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Love, Intrigue, Star-Crossed Lovers — Helicopters

October 9, 2008

By Margot Abbott VALLEY TIMES

TO COMPLETE ITS TRANSFORMATION from Pleasanton Playhouse to Tri- Valley Repertory Theatre, the company will begin its new season with the international hit show, “Miss Saigon.”

Created by the same team that brought us “Les Miserables,” — Alain Boublil and Claude-Michael Schonberg along with Richard Maltby Jr. –”Miss Saigon” is a new take on Puccini’s opera, “Madama Butterfly.”

On Broadway and the West End, the show was staged with a cast of hundreds, huge sets and the famous helicopter. I saw the show in London and wasn’t too impressed with the helicopter, but I was totally taken by the spectacle of Kim trying to get inside the gates of the American Embassy where Chris was.

The show is a classic story of two lovers against a backdrop of war and the resulting societal pressures that keep them apart. It’s not a new plot but one of our favorite old ones and it always works if we care about the lovers.

In this case they are Kim, the Vietnamese girl, and Chris, the American GI. The story brings them together long enough to fall in love and sing beautiful love songs and then tears them apart.

I traveled a lot as a child with my family and being left at the station or outside the gates of the Embassy is a scary situation as far as I’m concerned –whether the Viet Cong are after you or not. Which is why I didn’t care about the helicopter.

Let that girl through the gates! Now!

The cast is huge with an array of characters from a cadre of dancing Viet Cong — go figure — to bar girls and GIs, to stateside charity workers, to the Engineer. Half-Asian, half-French, the Engineer, who belongs nowhere and everywhere, runs the bar where Chris and Kim meet. He is cynical, theatrical and fascinating. We follow the Engineer from his bar and his deals through the regime change to a refugee camp and his “American dream.”

John Baiocchi is the director. His cast includes Antonio Rodriquez III as the Engineer, Kelly Park as Kim and Ronald Houk as Chris. There is a large cast for this show and plenty of great pop singers to manage the sung-through score.

Joe Simiele is the vocal director, Jo Anne Fossleman the music director and Amy Nielson the choreographer.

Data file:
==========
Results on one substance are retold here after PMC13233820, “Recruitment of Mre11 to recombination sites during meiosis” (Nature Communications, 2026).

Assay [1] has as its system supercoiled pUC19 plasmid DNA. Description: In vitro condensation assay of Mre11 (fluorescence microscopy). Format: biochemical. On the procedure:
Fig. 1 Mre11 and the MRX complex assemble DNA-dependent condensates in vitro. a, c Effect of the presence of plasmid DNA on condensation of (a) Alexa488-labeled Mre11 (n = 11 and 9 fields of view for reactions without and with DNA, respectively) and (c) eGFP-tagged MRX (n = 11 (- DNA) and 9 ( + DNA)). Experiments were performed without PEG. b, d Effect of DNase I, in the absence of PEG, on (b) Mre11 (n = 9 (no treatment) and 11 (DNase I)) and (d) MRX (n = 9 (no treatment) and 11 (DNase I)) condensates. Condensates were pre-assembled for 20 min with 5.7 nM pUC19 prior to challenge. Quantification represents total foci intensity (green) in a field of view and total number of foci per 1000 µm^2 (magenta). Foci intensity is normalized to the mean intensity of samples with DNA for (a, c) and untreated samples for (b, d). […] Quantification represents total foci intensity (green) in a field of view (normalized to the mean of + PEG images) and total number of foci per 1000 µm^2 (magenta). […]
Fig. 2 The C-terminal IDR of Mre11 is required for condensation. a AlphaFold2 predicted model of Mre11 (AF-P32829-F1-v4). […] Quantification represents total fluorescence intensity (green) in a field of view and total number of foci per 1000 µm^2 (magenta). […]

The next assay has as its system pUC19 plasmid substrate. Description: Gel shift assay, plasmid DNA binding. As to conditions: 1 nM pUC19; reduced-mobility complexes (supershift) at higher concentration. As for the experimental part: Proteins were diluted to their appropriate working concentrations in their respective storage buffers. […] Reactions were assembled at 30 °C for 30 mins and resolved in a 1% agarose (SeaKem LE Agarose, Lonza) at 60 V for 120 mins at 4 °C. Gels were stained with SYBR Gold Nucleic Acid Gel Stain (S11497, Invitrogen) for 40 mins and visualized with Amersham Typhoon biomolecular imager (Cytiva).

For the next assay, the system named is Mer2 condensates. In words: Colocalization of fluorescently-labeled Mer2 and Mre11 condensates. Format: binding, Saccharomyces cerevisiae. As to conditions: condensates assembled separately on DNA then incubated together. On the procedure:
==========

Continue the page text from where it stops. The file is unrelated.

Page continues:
The Tri-Valley Repertory Theatre presents “Miss Saigon” at 8 p.m. Fridays and Saturdays and 2 p.m. Sundays from Oct. 25 to Nov. 9 at the Livermore Valley Performing Arts Center’s Bankhead Theatre in Livermore.

Tickets are $35 for adults, $33 for seniors 60 and older, and $25 for juniors 18 and younger. There is a $1 facility fee added to ticket prices by the theater. Tickets can be purchased at the theater box office, 2400 First St. in Livermore or go to www.trivalleyrep.com for ticket and other information.

THE CITY OF PLEASANTON Civic Arts Stage Company, in partnership with the San Francisco Shakespeare Festival, will present Washington Irving’s classic “The Legend of Sleepy Hollow,” which tells the tale of Ichabod Crane and his close encounter with the Headless Horseman.

Directed by Rebecca Ennals, the show is told with an ensemble of actors of all ages who play multiple parts and act as storytellers. There are people, animals and even towns brought to life in creative, theatrical ways.

I like this quote from actor Morgan Weder, a fifth-grader at Fairlands Elementary School in Pleasanton: “Community theater is a lot of fun and a lot of hard work. The actors are like a family with lots of different personalities.” Ain’t that the truth!

“I think the audience is going to like this play very much,” Morgan said. “It’s very interactive and has something for everybody – - rivalry, love, suspense and, of course, the Headless Horseman!”

“The Legend of Sleep Hollow” plays at 8 p.m. Fridays and Saturdays and 2 p.m. Sundays Oct. 17 to 25 at the Amador Theater, 1175 Santa Rita Road, Pleasanton. Tickets range from $8 to $20 and may be purchased at the office or by calling 925-931-3444. You can also visit www.civicartstickets.org.

Reach Margot Abbott by e-mail: mabbott519@earthlink.net,

(c) 2008 Oakland Tribune. Provided by ProQuest LLC. All rights Reserved.




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